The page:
Prepared by Erik Offerdal.
Such a fund may have two objectives: to provide some short-term smoothing of petroleum revenues to the budget in a situation of volatile oil prices, and to provide some long-term consumption smoothing of petroleum revenues. To meet the first objective, the annual petroleum revenues absorbed by the budget would be calculated on the basis of a fairly constant benchmark oil price; any deviation of actual government revenues from this amount—depending on whether the actual oil price is above or below the benchmark—would be either channeled to or disbursed from the stabilization fund (to the budget). Under the World Bank’s SAL, approved in June 2000, the government is committed to establish an oil stabilization fund.
The methodology behind the calculations in the two charts is explained in Section D.
The calculation of trend output used here, out put, growth smoothed by a Hodrick-Prescott filter is quite sensitive to the choice of end-points in the data series; this could impact on both the capacity utilization and the fiscal impulse.
E.g., a substantial portion of petroleum revenues is earmarked for educational expenditures.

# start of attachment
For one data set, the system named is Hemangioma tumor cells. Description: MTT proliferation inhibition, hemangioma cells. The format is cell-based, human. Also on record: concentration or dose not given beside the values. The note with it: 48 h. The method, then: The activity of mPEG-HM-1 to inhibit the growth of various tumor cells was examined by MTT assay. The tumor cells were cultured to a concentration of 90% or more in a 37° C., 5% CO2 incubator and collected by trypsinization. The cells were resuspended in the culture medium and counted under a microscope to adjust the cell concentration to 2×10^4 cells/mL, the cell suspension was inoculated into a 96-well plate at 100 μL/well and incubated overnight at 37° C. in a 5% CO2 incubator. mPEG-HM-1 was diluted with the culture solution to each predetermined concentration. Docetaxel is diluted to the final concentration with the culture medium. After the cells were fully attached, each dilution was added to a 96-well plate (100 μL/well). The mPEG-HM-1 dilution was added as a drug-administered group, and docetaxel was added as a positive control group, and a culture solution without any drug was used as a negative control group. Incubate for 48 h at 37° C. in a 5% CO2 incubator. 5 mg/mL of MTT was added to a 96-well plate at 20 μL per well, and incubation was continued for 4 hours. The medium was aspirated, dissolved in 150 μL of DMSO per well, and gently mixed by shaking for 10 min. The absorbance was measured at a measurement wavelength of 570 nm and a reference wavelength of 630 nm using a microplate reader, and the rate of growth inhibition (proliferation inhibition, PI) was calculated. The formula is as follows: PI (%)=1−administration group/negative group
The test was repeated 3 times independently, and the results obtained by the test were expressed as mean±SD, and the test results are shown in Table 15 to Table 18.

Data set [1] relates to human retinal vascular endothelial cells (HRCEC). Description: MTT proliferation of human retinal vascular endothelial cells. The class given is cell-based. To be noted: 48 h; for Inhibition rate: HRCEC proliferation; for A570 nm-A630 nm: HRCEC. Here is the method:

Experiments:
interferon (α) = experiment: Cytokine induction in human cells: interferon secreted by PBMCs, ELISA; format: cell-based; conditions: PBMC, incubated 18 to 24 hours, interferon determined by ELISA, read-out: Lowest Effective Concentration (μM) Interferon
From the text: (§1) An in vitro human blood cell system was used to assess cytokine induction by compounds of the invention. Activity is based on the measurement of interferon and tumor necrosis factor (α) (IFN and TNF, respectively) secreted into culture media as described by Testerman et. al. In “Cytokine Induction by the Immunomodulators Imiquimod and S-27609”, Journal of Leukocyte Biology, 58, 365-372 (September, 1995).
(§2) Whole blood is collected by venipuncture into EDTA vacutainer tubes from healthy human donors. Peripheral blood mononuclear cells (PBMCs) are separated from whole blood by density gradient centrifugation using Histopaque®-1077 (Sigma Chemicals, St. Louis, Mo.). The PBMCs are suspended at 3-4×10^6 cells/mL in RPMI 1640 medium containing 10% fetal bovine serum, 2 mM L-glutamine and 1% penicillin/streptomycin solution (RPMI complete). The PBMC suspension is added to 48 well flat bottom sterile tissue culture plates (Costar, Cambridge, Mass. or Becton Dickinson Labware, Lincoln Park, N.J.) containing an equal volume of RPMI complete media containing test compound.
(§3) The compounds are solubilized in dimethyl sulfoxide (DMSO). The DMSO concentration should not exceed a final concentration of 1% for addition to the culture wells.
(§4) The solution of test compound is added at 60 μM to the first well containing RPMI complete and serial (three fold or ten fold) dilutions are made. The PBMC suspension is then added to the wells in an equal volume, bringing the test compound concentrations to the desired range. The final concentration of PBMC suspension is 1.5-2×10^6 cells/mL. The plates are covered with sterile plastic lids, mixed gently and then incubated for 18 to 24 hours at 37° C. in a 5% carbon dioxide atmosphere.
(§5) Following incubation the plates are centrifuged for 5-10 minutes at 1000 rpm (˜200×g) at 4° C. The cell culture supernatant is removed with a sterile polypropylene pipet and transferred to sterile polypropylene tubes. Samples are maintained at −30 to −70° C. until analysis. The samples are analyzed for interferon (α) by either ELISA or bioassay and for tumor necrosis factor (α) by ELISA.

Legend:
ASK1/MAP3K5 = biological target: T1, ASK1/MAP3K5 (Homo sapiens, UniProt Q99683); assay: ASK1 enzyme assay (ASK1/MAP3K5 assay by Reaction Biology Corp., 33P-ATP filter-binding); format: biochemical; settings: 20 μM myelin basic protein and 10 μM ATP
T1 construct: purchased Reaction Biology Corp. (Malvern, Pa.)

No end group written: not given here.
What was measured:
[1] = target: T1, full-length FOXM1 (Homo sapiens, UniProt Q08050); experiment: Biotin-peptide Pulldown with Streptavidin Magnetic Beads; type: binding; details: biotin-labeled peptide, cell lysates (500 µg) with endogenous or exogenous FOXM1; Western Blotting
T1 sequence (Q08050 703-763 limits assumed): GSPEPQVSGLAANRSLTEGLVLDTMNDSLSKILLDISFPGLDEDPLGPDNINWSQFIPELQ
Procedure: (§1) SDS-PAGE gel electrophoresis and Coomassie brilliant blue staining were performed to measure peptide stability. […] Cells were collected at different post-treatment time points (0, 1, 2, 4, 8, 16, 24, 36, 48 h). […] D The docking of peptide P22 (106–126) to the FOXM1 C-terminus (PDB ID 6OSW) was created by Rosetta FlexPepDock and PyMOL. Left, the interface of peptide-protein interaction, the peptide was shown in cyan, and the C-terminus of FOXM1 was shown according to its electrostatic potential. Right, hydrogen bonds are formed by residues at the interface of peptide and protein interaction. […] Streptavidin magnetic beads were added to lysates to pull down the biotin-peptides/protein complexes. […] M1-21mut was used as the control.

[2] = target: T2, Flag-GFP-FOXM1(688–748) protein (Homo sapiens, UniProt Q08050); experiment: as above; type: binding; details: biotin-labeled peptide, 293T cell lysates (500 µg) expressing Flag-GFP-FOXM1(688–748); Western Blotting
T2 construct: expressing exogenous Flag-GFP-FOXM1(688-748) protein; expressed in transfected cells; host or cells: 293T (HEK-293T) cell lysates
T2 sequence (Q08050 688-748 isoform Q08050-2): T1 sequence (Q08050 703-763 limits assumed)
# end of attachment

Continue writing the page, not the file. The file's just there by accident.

See Section IX for further discussion of the trade system.
Another probable source of distortions is the treatment for tax purposes of depreciation allowances in an inflationary environment, which would create a bias in investments between categories of capital with different lifetimes.
The current tax administration was established in 1998, and the customs administration in 1999. Significant efforts have been made within the new tax administration to prosecute corrupt officials and establish itself as a legitimate enforcement agency.
The government is currently planning to eliminate this tax by end-2000 in the context of a broader tax reform. However, the reporting requirements currently imposed on banks, which have become a useful tool in enforcement of other taxes, are to be retained.